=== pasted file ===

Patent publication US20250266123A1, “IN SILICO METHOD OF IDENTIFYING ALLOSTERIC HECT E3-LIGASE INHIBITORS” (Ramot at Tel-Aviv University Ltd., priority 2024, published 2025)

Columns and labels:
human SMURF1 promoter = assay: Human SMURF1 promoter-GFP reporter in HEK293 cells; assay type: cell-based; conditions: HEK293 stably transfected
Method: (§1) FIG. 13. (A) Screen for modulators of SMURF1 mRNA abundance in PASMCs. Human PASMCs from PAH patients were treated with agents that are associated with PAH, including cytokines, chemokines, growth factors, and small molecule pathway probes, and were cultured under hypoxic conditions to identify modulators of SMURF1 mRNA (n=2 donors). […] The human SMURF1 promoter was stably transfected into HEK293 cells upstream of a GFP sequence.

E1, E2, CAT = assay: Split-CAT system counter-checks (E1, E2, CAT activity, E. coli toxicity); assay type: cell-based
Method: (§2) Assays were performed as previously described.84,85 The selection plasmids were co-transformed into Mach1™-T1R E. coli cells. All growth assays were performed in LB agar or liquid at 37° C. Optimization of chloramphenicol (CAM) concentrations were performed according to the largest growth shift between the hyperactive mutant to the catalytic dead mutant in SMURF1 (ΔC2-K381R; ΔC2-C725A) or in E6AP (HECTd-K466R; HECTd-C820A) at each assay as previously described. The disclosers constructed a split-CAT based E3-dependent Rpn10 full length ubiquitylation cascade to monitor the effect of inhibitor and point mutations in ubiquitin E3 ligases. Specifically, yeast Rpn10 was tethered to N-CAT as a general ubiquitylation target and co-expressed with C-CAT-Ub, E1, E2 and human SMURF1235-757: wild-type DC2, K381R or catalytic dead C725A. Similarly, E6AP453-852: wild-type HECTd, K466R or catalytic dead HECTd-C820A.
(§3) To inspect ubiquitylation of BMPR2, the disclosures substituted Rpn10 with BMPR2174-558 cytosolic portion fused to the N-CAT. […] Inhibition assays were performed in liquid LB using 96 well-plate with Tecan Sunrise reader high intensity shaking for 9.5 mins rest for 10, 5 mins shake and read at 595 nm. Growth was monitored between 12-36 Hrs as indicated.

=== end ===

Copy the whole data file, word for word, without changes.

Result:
Patent publication US20250266123A1, “IN SILICO METHOD OF IDENTIFYING ALLOSTERIC HECT E3-LIGASE INHIBITORS” (Ramot at Tel-Aviv University Ltd., priority 2024, published 2025)

Columns and labels:
human SMURF1 promoter = assay: Human SMURF1 promoter-GFP reporter in HEK293 cells; assay type: cell-based; conditions: HEK293 stably transfected
Method: (§1) FIG. 13. (A) Screen for modulators of SMURF1 mRNA abundance in PASMCs. Human PASMCs from PAH patients were treated with agents that are associated with PAH, including cytokines, chemokines, growth factors, and small molecule pathway probes, and were cultured under hypoxic conditions to identify modulators of SMURF1 mRNA (n=2 donors). […] The human SMURF1 promoter was stably transfected into HEK293 cells upstream of a GFP sequence.

E1, E2, CAT = assay: Split-CAT system counter-checks (E1, E2, CAT activity, E. coli toxicity); assay type: cell-based
Method: (§2) Assays were performed as previously described.84,85 The selection plasmids were co-transformed into Mach1™-T1R E. coli cells. All growth assays were performed in LB agar or liquid at 37° C. Optimization of chloramphenicol (CAM) concentrations were performed according to the largest growth shift between the hyperactive mutant to the catalytic dead mutant in SMURF1 (ΔC2-K381R; ΔC2-C725A) or in E6AP (HECTd-K466R; HECTd-C820A) at each assay as previously described. The disclosers constructed a split-CAT based E3-dependent Rpn10 full length ubiquitylation cascade to monitor the effect of inhibitor and point mutations in ubiquitin E3 ligases. Specifically, yeast Rpn10 was tethered to N-CAT as a general ubiquitylation target and co-expressed with C-CAT-Ub, E1, E2 and human SMURF1235-757: wild-type DC2, K381R or catalytic dead C725A. Similarly, E6AP453-852: wild-type HECTd, K466R or catalytic dead HECTd-C820A.
(§3) To inspect ubiquitylation of BMPR2, the disclosures substituted Rpn10 with BMPR2174-558 cytosolic portion fused to the N-CAT. […] Inhibition assays were performed in liquid LB using 96 well-plate with Tecan Sunrise reader high intensity shaking for 9.5 mins rest for 10, 5 mins shake and read at 595 nm. Growth was monitored between 12-36 Hrs as indicated.